SAS airline files for US bankruptcy protection as grounds for strike

  • U.S. Chapter 11 Airline Records
  • The filing comes after the pilots’ strike began on Monday
  • Strike grounding around half of airline’s flights

STOCKHOLM, July 5 (Reuters) – Scandinavian airline SAS (SAS.ST) has filed for bankruptcy protection in the United States to help reduce its debt, it said on Tuesday, warning that strikes by pilots had aggravated its financial crisis.

Wage negotiations between SAS and its pilots collapsed on Monday, triggering a strike that adds to the chaos of travel across Europe as the peak summer holiday season kicks into high gear for the first time since the pandemic of COVID-19 hit.

That hastened the airline’s decision to file for Chapter 11 bankruptcy protection in the United States, its chief executive Anko van der Werff said, as it sought respite to complete its business. restructuring plans. Read more

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“SAS aims to reach agreements with key stakeholders, restructure the company’s debts, reconfigure its aircraft fleet and emerge with a significant capital injection,” he said.

The company told its court that filing the strike would cost it $10-13 million a day, while a Sydbank analyst estimated that in the worst-case scenario it could wipe out up to half of its cash flow in just the first four to five weeks.

SAS said discussions with lenders for another $700 million financing were “well advanced”.

It said it would continue to serve customers throughout the bankruptcy process, although the strike grounded around half of the airline’s flights, affecting some 30,000 passengers a day.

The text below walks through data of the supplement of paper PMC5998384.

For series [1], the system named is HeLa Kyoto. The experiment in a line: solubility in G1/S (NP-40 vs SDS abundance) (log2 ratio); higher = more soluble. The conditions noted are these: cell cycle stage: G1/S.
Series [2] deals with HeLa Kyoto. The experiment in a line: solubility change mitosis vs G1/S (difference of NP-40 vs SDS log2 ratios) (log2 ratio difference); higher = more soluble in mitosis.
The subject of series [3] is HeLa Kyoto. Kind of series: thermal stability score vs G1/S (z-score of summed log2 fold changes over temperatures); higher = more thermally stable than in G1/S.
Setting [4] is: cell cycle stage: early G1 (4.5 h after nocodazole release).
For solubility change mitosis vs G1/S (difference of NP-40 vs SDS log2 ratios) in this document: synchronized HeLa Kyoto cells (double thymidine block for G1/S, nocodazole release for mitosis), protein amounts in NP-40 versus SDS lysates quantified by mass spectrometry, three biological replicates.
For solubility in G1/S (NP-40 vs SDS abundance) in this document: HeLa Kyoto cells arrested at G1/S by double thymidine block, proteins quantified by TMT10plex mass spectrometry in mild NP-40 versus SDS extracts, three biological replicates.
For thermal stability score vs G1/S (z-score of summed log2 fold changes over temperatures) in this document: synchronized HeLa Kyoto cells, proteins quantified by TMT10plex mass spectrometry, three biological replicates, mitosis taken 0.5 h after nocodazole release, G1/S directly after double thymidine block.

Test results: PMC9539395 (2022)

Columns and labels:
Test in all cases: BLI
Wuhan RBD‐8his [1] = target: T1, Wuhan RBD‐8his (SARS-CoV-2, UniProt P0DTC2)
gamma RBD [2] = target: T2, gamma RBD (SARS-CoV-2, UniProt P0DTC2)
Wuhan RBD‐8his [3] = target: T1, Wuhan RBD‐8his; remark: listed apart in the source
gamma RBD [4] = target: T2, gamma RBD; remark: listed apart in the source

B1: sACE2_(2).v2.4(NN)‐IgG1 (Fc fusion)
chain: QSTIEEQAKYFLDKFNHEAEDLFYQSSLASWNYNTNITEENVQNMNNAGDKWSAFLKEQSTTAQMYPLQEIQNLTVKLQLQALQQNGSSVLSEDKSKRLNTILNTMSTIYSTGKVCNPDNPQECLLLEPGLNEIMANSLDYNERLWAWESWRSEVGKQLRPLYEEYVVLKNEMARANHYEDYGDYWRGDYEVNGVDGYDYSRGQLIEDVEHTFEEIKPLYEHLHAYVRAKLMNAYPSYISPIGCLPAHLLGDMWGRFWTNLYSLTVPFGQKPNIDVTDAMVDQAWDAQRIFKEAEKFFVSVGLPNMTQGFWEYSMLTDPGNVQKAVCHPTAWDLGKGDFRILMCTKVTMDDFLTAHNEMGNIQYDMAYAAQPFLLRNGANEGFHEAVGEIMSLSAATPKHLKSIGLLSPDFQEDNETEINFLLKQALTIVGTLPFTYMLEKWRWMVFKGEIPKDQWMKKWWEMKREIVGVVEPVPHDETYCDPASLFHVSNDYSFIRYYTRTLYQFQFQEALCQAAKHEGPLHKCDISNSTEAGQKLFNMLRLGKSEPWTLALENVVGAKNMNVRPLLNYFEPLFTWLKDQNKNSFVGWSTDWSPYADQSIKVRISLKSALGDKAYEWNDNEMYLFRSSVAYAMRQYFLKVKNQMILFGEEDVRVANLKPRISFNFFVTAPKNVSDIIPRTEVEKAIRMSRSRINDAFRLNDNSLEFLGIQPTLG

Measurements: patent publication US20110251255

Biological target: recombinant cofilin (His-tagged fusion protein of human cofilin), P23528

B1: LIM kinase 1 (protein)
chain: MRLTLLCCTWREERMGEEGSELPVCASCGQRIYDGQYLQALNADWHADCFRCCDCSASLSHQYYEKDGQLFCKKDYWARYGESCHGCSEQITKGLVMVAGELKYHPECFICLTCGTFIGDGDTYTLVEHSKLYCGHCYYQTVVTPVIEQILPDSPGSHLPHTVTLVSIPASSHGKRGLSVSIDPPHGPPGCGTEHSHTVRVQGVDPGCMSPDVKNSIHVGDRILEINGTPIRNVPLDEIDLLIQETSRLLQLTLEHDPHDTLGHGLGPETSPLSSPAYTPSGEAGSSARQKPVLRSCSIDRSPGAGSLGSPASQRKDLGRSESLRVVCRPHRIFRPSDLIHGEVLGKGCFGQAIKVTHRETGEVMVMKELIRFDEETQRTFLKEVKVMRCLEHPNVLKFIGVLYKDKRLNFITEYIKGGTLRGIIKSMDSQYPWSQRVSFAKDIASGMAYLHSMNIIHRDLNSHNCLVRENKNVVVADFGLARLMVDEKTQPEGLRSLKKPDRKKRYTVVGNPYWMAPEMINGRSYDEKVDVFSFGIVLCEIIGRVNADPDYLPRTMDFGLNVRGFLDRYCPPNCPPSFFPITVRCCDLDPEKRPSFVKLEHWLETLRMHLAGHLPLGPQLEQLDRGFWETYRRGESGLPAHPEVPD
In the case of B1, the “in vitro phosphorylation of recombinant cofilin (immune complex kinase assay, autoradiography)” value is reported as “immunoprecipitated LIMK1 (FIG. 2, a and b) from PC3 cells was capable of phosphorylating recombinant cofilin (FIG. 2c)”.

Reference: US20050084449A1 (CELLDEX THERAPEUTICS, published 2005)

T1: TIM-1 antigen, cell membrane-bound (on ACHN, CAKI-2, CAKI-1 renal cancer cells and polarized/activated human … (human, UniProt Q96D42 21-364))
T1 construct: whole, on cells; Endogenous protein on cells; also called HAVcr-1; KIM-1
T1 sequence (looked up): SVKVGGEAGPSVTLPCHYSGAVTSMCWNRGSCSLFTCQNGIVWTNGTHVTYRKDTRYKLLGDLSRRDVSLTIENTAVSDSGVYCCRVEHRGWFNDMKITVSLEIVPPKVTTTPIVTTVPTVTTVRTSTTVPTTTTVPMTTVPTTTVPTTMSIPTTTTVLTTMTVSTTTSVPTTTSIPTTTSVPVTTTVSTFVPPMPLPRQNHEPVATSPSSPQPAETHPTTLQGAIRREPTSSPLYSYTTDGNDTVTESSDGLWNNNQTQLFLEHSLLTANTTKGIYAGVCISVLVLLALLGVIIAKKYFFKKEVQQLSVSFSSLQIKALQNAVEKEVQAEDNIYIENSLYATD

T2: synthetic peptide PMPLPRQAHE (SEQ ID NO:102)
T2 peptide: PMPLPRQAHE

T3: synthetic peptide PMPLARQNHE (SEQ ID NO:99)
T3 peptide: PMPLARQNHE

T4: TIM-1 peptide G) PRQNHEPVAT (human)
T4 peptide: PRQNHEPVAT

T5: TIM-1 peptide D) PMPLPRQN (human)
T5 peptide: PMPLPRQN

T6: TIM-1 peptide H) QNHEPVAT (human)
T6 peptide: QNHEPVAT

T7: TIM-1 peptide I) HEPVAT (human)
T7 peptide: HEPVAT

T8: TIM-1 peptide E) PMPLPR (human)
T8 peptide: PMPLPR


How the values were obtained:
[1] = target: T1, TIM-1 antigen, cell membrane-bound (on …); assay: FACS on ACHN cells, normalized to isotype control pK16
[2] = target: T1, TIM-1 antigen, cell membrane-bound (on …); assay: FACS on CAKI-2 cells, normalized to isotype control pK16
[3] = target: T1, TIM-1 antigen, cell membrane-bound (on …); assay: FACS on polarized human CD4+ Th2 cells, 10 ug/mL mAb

Data from flight-tracking website FlightAware showed 232 SAS flights – 77% of those scheduled – were canceled on Tuesday, while Oslo’s Gardermoen Airport, one of SAS’s hubs, had the rate of highest cancellation in the world that day.

The airline, whose main owners are the Swedish and Danish states, said the filing of the bankruptcy petition was aimed at accelerating a restructuring plan announced in February.

It expects to complete the Chapter 11 process in nine to 12 months, he added. SAS shares, which can be traded normally during bankruptcy proceedings, were down 14% at 10:19 GMT.

COSTS TOO HIGH

A view of SAS Airbus A321 and A320neo planes at Kastrup airport parked on the tarmac, after Scandinavian Airlines pilots went on strike, in Kastrup, Denmark July 4, 2022. TT News Agency/Johan Nilsson via REUTERS

Wallenberg Investments, SAS’s third-largest shareholder with a 3.4% stake, said it supported the decision and would allow talks to continue to reach a level of costs and debt that made the airline competitive.

“For decades, SAS has had too high costs and too low productivity compared to its competitors,” he said.

SAS needs to attract new investors and said it needs to cut costs across the business, including for leased planes that sit idle due to the closure of Russian airspace and a slow recovery in Asia. Read more

Its chief financial officer, Erno Hilden, said in the court filing that the airline had so far been unable to renegotiate lease terms, many of which it said were ‘significantly higher’ than the rates. of the market.

In terms of debt, SAS had three bonds outstanding, , with a total face value of 5.4 billion Swedish kronor ($519 million). They are now trading at deeply distressed levels of around a third of their face value.

The airline predicted that its cash balance of 7.8 billion Swedish kronor was sufficient to meet its short-term business obligations.

He added, however, that the strike “is having a negative impact on the company’s liquidity and financial situation and, if prolonged, this impact could become significant”.

The Swedish government has said no to pumping more money into the carrier, while Copenhagen has said it may if SAS is able to attract new investors.

Nordnet analyst Per Hansen said the app showed SAS needed a fresh start and he believed the strike would drag on forever.

“Chapter 11 protection is coming early,” he said. “Management and the board want to make it absolutely clear to all stakeholders that the situation is very serious.”

($1 = 10.3216 Swedish crowns)

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Additional reporting by Johan Ahlander in Stockholm, Essi Lehto in Helsinki, Victoria Klesty in Oslo, Agata Rybska in Gdansk, Jamie Freed in Sydney and Karin Strohecker in London; Written by Niklas Pollard; Editing by Kim Coghill and Jan Harvey

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